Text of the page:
Miguel Harte (Buenos Aires 1961) is considered one of the most important Argentine sculptors of his generation. He emerged to the public eye in the context of the artists who generated the vernacular scene that developed around the Rojas Cultural Center in the 1990s, which marked the development of Argentine contemporary art. Despite being associated with that group of artists, his work has its own characteristics that distinguish it and make it unique and not easily classified within a current.
Self-taught, he received informal mentoring from the artist Pablo Suarez, a friend of his father. His is a gaze traversed by emotionality, nourished by sources such as science fiction, B movies, the observation of nature and the inclusion of his daily and experiential environment. A key element in his practice is the exchange with the materials that in each occasion moved his imagination, usually linked to everyday aesthetics, leading him to go through a wide catalog, investigating for example both the techniques and materials of automotive painting, as well as the conservation methods used by entomologists.
Harte’s work has been characterized by viscerality, fantasy linked to biomorphism, allusions to a dislocated and mutant nature —foreseeing the problem of the distortions of the natural world nature due to human activity, an unavoidable issue today— which at times pushes it towards the abject or monstrous. At the same time, he has stood out for the refinement of the materiality of his objects, achieved through his impeccable technical skill.
In an essay on Harte’s work, curator Nancy Rojas points out that in the history of art the monstrous “takes shape in the fissure of the stories, in the transitions, in the precarious gaps” and adds that “…Harte’s impetus disposes us to submit ourselves to interpret irregularity…to enter into kinship with it, to become compatible with the repulsive in order to agree on other forms of imagination…”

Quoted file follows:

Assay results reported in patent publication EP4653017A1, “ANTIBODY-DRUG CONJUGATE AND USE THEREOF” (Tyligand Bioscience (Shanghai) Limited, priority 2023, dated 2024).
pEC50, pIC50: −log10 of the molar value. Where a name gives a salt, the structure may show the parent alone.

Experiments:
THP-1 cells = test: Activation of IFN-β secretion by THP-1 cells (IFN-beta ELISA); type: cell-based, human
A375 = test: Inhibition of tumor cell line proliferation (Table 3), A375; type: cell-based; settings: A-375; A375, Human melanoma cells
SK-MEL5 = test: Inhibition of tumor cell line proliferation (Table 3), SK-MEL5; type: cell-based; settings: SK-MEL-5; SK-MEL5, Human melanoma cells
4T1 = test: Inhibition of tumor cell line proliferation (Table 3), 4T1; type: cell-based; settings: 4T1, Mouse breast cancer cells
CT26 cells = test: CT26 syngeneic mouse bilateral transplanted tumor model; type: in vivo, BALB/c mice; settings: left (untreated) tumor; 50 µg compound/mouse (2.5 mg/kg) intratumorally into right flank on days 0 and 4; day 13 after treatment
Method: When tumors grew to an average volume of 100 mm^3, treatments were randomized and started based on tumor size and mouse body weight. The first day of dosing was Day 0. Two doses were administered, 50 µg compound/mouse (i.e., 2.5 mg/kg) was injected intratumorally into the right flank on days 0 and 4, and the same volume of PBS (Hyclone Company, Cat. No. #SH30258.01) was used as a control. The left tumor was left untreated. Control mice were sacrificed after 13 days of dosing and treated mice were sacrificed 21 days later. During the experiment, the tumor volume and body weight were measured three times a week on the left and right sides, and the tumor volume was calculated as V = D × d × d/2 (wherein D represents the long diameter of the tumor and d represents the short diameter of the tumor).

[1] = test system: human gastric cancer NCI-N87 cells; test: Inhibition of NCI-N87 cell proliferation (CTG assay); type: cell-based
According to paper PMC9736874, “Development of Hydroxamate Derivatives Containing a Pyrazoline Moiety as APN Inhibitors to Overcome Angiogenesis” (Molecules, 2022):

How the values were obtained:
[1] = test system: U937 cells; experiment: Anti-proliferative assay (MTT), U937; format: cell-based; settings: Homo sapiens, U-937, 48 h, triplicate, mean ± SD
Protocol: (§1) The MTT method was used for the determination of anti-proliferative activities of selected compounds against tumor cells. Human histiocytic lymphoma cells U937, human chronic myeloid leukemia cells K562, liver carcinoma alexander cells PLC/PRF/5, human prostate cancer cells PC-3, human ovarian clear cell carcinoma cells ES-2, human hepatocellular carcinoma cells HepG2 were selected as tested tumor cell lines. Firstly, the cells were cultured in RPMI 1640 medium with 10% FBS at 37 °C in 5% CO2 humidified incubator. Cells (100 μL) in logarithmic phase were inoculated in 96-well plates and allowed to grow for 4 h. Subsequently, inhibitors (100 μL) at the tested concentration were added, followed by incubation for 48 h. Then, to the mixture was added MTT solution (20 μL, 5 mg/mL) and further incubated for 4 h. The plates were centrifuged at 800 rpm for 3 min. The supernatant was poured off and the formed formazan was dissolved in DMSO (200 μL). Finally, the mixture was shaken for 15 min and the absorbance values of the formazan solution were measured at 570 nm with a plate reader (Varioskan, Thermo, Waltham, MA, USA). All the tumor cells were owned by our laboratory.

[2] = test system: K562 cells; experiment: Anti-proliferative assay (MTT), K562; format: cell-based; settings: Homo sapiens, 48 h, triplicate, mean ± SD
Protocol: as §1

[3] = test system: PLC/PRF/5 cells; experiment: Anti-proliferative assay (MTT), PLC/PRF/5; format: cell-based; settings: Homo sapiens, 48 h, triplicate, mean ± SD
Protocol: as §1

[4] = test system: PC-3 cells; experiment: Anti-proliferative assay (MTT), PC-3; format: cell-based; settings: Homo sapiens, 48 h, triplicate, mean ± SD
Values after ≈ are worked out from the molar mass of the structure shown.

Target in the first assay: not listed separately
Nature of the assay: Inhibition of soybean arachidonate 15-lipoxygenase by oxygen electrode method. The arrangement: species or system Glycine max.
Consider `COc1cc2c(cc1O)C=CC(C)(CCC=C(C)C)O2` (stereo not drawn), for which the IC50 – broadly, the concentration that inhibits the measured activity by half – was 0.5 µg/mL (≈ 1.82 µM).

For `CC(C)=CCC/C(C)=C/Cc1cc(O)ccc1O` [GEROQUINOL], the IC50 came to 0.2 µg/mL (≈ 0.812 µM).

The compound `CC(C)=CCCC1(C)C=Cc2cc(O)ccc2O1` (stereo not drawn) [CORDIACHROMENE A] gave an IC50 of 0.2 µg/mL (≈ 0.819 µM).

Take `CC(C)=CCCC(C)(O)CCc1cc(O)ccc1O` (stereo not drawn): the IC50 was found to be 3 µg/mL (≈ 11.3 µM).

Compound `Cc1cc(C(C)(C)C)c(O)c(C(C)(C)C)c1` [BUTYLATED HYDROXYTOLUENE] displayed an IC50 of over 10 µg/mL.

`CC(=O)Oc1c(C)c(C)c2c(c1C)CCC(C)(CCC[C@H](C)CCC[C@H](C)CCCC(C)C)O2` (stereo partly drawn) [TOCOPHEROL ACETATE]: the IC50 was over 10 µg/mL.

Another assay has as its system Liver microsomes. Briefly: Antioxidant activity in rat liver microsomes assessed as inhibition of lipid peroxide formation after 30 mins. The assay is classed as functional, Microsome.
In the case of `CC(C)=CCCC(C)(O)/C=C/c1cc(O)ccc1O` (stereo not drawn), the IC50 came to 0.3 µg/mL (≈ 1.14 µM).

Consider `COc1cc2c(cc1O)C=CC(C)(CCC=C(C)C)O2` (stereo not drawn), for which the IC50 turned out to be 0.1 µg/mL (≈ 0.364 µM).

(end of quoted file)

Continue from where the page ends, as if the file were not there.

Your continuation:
Miguel Harte has received many art awards in Argentina, including the Bicentennial Grand Prize, the Platinum Konex Award 2012; the First Prize Andreani Foundation 2011; the First Prize Klemm Foundation 2008; First Prize Sculpture, Fortabat Award; Artist of the Year, Museo Nacional de Bellas Artes de Buenos Aires, Buenos Aires, 1999 and the Baron de Ramefort Award, “To the Most Promising Young Artist of 1990”. He has had numerous solo exhibitions, among them at the Museo de Arte Contemporáneo de Bogotá, MAC in 1986, Museo Nacional de Bellas Artes, Buenos Aires in 2003 and the recent anthological exhibition at the Museo Colección Amalia de Fortabat in 2022.
His works are in the collections of the Museo de Arte Moderno de Buenos Aires, Museo Nacional de Bellas Artes, Museo Castagnino-MACRO, Rosario, Colección Fortabat and Blanton Museum, TX, USA, among others.
13 de octubre 2008
EL ARTE DE HARTE REFLEXIONA SOBRE LA ESTETICA DE LOS 90S
Ana Martínez Quijano